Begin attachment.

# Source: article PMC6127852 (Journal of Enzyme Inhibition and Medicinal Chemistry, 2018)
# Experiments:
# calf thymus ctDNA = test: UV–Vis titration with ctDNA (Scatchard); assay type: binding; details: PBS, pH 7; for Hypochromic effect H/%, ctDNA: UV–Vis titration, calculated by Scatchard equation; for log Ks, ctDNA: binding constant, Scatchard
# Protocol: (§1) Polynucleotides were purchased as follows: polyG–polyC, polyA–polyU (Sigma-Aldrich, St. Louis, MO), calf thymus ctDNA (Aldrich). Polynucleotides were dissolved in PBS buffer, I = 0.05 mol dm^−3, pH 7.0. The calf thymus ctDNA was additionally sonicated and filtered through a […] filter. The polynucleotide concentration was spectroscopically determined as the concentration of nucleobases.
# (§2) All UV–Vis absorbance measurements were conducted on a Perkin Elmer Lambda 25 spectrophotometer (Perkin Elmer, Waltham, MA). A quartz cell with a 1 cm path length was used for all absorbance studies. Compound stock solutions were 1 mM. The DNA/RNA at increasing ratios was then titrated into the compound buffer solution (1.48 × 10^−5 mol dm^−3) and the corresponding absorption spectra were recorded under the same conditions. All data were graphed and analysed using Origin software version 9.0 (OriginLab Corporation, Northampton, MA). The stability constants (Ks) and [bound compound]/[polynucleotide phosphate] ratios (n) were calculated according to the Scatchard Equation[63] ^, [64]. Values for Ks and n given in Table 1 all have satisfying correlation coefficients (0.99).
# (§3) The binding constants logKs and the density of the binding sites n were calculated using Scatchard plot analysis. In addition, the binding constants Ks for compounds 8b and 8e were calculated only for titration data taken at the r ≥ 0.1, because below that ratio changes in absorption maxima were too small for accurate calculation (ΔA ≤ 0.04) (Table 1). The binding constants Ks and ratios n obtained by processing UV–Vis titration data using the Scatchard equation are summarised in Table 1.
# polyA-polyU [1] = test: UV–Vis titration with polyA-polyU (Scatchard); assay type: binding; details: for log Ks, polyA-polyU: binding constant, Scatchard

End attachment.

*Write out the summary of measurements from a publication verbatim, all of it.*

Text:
# Source: article PMC6127852 (Journal of Enzyme Inhibition and Medicinal Chemistry, 2018)
# Experiments:
# calf thymus ctDNA = test: UV–Vis titration with ctDNA (Scatchard); assay type: binding; details: PBS, pH 7; for Hypochromic effect H/%, ctDNA: UV–Vis titration, calculated by Scatchard equation; for log Ks, ctDNA: binding constant, Scatchard
# Protocol: (§1) Polynucleotides were purchased as follows: polyG–polyC, polyA–polyU (Sigma-Aldrich, St. Louis, MO), calf thymus ctDNA (Aldrich). Polynucleotides were dissolved in PBS buffer, I = 0.05 mol dm^−3, pH 7.0. The calf thymus ctDNA was additionally sonicated and filtered through a […] filter. The polynucleotide concentration was spectroscopically determined as the concentration of nucleobases.
# (§2) All UV–Vis absorbance measurements were conducted on a Perkin Elmer Lambda 25 spectrophotometer (Perkin Elmer, Waltham, MA). A quartz cell with a 1 cm path length was used for all absorbance studies. Compound stock solutions were 1 mM. The DNA/RNA at increasing ratios was then titrated into the compound buffer solution (1.48 × 10^−5 mol dm^−3) and the corresponding absorption spectra were recorded under the same conditions. All data were graphed and analysed using Origin software version 9.0 (OriginLab Corporation, Northampton, MA). The stability constants (Ks) and [bound compound]/[polynucleotide phosphate] ratios (n) were calculated according to the Scatchard Equation[63] ^, [64]. Values for Ks and n given in Table 1 all have satisfying correlation coefficients (0.99).
# (§3) The binding constants logKs and the density of the binding sites n were calculated using Scatchard plot analysis. In addition, the binding constants Ks for compounds 8b and 8e were calculated only for titration data taken at the r ≥ 0.1, because below that ratio changes in absorption maxima were too small for accurate calculation (ΔA ≤ 0.04) (Table 1). The binding constants Ks and ratios n obtained by processing UV–Vis titration data using the Scatchard equation are summarised in Table 1.
# polyA-polyU [1] = test: UV–Vis titration with polyA-polyU (Scatchard); assay type: binding; details: for log Ks, polyA-polyU: binding constant, Scatchard